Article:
Nicholas & Deborah Oughtibridge's uFTi is a GEDCOM to HTML converter for Windows 3.1, Windows 95, and Windows NT (http://www.ufti.demon.co.uk/homepage.htm). This program is available as freeware on the condition that you do not alter the output of the program. Since this is an extremely limiting condition, the program is also available as shareware with no such condition for US$20 or £10GBP. uFTi version 1.3 generates web pages which utilized frames. Remember however that not all of your visitors' browsers will be frames-compatible - see the article Frames: Friend or Foe? (http://www.oz.net/~markhow/writing/frames.htm). Examples of genealogy web sites generated by uFTi can be found at their users' page.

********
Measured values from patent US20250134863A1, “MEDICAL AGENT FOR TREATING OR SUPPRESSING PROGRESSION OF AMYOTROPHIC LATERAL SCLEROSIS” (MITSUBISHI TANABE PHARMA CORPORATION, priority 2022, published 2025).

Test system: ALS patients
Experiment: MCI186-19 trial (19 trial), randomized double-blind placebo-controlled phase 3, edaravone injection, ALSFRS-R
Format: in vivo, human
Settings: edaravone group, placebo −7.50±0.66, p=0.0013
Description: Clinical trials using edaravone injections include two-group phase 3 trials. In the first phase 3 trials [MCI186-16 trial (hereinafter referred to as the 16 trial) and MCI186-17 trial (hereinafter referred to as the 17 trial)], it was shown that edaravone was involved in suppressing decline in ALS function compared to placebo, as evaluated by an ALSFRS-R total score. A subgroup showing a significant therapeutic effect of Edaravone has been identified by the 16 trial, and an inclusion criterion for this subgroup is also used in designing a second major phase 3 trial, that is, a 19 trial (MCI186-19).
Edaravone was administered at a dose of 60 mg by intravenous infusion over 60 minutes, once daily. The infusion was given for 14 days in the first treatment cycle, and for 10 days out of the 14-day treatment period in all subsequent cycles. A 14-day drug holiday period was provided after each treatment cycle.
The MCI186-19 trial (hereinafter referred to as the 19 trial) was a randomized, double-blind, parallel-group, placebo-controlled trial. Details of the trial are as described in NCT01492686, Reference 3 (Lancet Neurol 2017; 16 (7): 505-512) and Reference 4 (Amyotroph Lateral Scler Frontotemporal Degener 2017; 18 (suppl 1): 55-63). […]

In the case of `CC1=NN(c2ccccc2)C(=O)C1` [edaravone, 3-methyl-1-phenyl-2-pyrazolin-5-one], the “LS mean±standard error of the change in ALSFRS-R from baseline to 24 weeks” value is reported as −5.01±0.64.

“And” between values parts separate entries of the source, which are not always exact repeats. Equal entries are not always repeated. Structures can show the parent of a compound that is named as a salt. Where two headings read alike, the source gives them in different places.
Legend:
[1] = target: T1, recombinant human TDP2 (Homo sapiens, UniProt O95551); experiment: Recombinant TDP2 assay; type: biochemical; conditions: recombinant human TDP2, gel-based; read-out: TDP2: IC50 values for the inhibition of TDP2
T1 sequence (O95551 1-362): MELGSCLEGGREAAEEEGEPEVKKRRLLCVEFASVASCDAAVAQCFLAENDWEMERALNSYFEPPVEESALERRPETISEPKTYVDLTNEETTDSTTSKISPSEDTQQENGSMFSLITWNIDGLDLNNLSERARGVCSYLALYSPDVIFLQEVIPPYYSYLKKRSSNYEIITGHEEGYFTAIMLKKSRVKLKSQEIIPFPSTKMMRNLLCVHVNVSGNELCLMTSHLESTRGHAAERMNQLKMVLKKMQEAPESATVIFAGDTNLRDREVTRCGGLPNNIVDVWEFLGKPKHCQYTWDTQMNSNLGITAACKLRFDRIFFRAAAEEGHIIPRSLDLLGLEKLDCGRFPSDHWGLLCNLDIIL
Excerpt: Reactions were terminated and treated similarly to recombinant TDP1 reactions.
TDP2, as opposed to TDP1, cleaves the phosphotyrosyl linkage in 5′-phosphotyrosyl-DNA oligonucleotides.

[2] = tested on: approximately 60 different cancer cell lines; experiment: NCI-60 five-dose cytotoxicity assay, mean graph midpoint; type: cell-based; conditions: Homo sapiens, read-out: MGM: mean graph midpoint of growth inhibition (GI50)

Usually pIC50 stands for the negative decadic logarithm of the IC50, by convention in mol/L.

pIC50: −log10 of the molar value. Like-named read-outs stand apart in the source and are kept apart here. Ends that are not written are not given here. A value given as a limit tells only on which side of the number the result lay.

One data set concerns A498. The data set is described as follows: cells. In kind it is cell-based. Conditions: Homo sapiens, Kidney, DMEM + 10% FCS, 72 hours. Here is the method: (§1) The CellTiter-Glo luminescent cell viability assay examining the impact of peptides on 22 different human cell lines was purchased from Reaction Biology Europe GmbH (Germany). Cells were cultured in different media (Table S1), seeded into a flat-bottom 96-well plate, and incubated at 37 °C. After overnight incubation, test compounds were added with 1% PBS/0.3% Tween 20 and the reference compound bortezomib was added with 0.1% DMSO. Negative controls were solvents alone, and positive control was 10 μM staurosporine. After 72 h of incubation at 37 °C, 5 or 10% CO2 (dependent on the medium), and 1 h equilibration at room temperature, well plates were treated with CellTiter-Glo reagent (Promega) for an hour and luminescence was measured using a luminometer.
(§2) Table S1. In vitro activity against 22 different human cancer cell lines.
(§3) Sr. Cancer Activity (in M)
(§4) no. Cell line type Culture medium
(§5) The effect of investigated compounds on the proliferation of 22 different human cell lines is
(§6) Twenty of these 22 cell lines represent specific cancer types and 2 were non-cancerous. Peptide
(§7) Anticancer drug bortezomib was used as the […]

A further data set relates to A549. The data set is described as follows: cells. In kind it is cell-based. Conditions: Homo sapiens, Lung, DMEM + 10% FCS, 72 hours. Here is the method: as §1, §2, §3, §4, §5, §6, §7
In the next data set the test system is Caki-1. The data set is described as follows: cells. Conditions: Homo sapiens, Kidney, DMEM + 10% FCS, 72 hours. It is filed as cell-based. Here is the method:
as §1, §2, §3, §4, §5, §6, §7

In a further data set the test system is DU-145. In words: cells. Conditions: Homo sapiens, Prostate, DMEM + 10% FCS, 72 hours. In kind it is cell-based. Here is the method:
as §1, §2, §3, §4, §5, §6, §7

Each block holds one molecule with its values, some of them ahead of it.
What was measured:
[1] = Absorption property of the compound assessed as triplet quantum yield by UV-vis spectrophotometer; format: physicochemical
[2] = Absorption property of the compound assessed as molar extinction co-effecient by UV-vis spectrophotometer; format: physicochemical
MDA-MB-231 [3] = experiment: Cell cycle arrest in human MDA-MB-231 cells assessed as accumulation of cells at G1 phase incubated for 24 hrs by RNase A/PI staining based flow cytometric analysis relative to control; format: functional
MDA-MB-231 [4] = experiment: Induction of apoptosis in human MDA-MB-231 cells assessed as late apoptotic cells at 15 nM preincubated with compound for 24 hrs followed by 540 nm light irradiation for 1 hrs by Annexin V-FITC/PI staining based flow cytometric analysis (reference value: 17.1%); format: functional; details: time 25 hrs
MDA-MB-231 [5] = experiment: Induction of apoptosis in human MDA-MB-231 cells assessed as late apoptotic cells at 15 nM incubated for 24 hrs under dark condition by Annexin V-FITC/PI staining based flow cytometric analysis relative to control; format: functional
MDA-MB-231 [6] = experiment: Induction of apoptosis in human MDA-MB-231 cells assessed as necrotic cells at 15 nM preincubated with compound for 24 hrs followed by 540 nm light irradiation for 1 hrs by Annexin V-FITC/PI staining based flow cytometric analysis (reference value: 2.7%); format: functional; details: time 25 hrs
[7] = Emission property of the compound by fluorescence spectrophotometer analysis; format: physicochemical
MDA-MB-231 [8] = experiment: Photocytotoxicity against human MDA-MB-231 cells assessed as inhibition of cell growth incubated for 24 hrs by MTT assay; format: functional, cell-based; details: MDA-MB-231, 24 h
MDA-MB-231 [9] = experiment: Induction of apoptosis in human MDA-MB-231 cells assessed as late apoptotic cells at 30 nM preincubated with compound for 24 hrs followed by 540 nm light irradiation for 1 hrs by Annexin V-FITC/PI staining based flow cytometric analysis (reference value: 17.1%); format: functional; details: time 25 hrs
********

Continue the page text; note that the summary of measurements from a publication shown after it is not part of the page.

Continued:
Of course, if you don't want to take on the challenge of converting your GEDCOM file to web pages on your own, there are services available which will do the conversion for you. Rayman & Thomas Meservy offer their PafWeb service for a fee (http://rmeservy.byu.edu/). This takes customers' PAF files plus other text and pictures and displays some impressive results as web pages. See the pedigree chart for Raymam Meservy as an example.